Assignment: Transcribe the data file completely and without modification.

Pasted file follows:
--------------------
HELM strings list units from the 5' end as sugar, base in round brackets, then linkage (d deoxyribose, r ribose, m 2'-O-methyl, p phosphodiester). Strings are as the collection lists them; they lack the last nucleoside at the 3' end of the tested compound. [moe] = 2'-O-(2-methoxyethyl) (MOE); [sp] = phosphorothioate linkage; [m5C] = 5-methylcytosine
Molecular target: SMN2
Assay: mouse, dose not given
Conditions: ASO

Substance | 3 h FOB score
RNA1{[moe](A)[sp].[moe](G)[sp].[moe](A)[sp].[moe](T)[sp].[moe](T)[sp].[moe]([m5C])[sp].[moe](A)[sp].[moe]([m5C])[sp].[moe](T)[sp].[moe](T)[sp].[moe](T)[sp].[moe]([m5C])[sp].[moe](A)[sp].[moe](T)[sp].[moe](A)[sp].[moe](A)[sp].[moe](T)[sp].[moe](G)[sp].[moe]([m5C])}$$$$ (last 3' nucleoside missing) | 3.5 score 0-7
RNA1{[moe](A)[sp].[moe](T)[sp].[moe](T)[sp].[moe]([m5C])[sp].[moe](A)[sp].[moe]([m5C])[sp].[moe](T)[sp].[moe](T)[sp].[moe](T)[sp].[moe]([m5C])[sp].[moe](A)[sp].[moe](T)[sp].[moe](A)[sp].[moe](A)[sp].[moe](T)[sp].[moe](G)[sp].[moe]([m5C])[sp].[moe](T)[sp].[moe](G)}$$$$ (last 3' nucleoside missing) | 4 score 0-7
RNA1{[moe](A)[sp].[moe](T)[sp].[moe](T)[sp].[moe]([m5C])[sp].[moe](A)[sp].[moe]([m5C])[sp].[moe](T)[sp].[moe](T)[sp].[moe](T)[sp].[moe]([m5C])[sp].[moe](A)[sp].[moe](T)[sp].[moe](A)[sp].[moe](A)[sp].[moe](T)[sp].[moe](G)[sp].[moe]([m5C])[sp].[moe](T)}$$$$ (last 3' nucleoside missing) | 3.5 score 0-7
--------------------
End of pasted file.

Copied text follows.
HELM strings list units from the 5' end as sugar, base in round brackets, then linkage (d deoxyribose, r ribose, m 2'-O-methyl, p phosphodiester). Strings are as the collection lists them; they lack the last nucleoside at the 3' end of the tested compound. [moe] = 2'-O-(2-methoxyethyl) (MOE); [sp] = phosphorothioate linkage; [m5C] = 5-methylcytosine
Molecular target: SMN2
Assay: mouse, dose not given
Conditions: ASO

Substance | 3 h FOB score
RNA1{[moe](A)[sp].[moe](G)[sp].[moe](A)[sp].[moe](T)[sp].[moe](T)[sp].[moe]([m5C])[sp].[moe](A)[sp].[moe]([m5C])[sp].[moe](T)[sp].[moe](T)[sp].[moe](T)[sp].[moe]([m5C])[sp].[moe](A)[sp].[moe](T)[sp].[moe](A)[sp].[moe](A)[sp].[moe](T)[sp].[moe](G)[sp].[moe]([m5C])}$$$$ (last 3' nucleoside missing) | 3.5 score 0-7
RNA1{[moe](A)[sp].[moe](T)[sp].[moe](T)[sp].[moe]([m5C])[sp].[moe](A)[sp].[moe]([m5C])[sp].[moe](T)[sp].[moe](T)[sp].[moe](T)[sp].[moe]([m5C])[sp].[moe](A)[sp].[moe](T)[sp].[moe](A)[sp].[moe](A)[sp].[moe](T)[sp].[moe](G)[sp].[moe]([m5C])[sp].[moe](T)[sp].[moe](G)}$$$$ (last 3' nucleoside missing) | 4 score 0-7
RNA1{[moe](A)[sp].[moe](T)[sp].[moe](T)[sp].[moe]([m5C])[sp].[moe](A)[sp].[moe]([m5C])[sp].[moe](T)[sp].[moe](T)[sp].[moe](T)[sp].[moe]([m5C])[sp].[moe](A)[sp].[moe](T)[sp].[moe](A)[sp].[moe](A)[sp].[moe](T)[sp].[moe](G)[sp].[moe]([m5C])[sp].[moe](T)}$$$$ (last 3' nucleoside missing) | 3.5 score 0-7